Google has found that Russian operative spent thousands on search and display ads on its YouTube, Gmail and DoubleClick platforms; now Microsoft is reviewing its sales records to determine whether trolls aligned with the Russian government purchased ads on Bing or other company products. Here’s everything you need to know about why Google, Facebook and Twitter find themselves in the middle of multiple investigations about how Russia exploited U.S. social media and online advertising. [Tony Romm and Kurt Wagner / Recode]
Venture capital spending is on track to be the highest it’s been in the last decade — while the number of high-end deals is at a five-year low. Here’s what’s behind the boom, and why megadeals between VCs and companies are simultaneously getting both bigger and harder to land. [Theodore Schleifer and Rani Molla]
YouTube has banned tutorial videos that demonstrate how to modify guns with a “bump stock,” like the devices used in last week’s mass shooting in Las Vegas; the company has modified its content guidelines to reflect the ban. And Twitter blocked a Senate campaign announcement by Republican Rep. Marsha Blackburn, in which she boasts that she “stopped the sale of baby body parts”; Blackburn urged supporters to repost her video and join her in “standing up to Silicon Valley.”
The Weinstein Company plans to remove disgraced co-founder and CEO Harvey Weinstein's name from forthcoming TV and movie credits, and is considering changing its name. Before being fired by his independent production company on Sunday, Weinstein emailed Hollywood insiders, begging them to speak up in his defense. Media columnist Jim Rutenberg said nearly four decades of stories about Weinstein's sexual harassment went unreported because “too many people in the intertwined news and entertainment industries had too much to gain from (Weinstein) for too long.” [Deadline Hollywood]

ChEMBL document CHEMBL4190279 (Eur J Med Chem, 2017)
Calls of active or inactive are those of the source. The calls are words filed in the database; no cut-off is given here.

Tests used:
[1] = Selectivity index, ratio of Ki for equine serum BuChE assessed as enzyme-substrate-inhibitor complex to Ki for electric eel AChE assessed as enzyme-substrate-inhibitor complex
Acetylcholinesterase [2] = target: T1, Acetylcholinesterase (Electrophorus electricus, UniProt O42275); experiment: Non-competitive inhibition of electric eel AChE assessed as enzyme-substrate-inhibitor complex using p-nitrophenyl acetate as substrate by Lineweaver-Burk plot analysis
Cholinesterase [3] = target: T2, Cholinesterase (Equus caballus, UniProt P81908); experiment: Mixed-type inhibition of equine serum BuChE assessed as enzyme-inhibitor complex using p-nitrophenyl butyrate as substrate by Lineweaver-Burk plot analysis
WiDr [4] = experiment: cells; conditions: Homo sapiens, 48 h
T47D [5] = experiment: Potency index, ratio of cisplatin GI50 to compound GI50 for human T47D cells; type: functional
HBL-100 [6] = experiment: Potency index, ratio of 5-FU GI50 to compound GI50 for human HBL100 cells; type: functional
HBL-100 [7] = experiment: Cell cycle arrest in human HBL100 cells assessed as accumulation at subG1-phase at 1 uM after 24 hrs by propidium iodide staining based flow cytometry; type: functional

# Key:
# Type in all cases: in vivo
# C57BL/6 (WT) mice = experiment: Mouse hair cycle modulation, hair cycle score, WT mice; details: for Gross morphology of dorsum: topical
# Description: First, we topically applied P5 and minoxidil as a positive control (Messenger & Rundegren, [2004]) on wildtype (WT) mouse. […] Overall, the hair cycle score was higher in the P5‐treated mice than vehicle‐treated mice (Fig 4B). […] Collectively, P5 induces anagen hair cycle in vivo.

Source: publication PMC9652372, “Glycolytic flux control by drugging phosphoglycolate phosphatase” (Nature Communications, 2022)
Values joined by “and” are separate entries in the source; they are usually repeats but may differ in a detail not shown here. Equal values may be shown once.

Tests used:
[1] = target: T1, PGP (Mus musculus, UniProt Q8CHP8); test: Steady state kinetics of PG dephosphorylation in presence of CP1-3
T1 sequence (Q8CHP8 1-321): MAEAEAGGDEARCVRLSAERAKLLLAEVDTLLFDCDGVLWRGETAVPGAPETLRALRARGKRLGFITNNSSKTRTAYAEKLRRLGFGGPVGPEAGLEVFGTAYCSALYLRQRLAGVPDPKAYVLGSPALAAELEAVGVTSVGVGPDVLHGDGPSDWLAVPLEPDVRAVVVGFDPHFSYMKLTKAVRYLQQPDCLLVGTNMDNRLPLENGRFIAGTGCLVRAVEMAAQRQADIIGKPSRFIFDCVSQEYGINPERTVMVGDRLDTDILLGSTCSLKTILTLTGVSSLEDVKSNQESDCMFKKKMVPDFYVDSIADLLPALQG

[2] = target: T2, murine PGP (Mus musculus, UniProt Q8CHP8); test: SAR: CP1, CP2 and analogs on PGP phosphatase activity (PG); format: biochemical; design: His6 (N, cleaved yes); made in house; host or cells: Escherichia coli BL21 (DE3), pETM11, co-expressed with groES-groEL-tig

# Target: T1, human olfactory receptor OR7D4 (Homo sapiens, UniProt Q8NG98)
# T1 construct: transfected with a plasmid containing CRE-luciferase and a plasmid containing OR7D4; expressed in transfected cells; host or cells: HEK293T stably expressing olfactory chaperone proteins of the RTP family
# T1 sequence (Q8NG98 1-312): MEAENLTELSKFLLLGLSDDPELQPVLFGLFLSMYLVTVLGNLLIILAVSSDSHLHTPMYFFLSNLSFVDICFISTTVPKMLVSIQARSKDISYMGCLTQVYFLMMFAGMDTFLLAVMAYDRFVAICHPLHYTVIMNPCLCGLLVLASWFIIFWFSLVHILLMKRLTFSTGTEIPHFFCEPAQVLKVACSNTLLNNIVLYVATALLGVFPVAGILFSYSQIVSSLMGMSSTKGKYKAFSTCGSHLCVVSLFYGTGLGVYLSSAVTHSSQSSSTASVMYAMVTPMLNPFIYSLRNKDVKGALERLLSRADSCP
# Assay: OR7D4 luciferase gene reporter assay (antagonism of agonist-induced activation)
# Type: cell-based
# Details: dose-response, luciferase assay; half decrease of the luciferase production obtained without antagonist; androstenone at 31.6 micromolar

Donald Trump's current cold war with the media runs counter to how he controlled the narrative about himself for nearly four decades. Here's a fascinating look at how the man who “checks the papers and the internet so he can know that he exists” lost control of his self-propaganda machine. [Lloyd Grove / Columbia Journalism Review]
Top stories from Recode
Not all media is equal.
“Change happens when advertisers are impacted,” Hill tweeted.
Its latest move: Buying 11-person sensor startup Strobe.
I’m not calling it “fake news,” because that term has been hijacked by Donald Trump to refer to news he disagrees with.
How did we get here?
This is cool
This article originally appeared on Recode.net.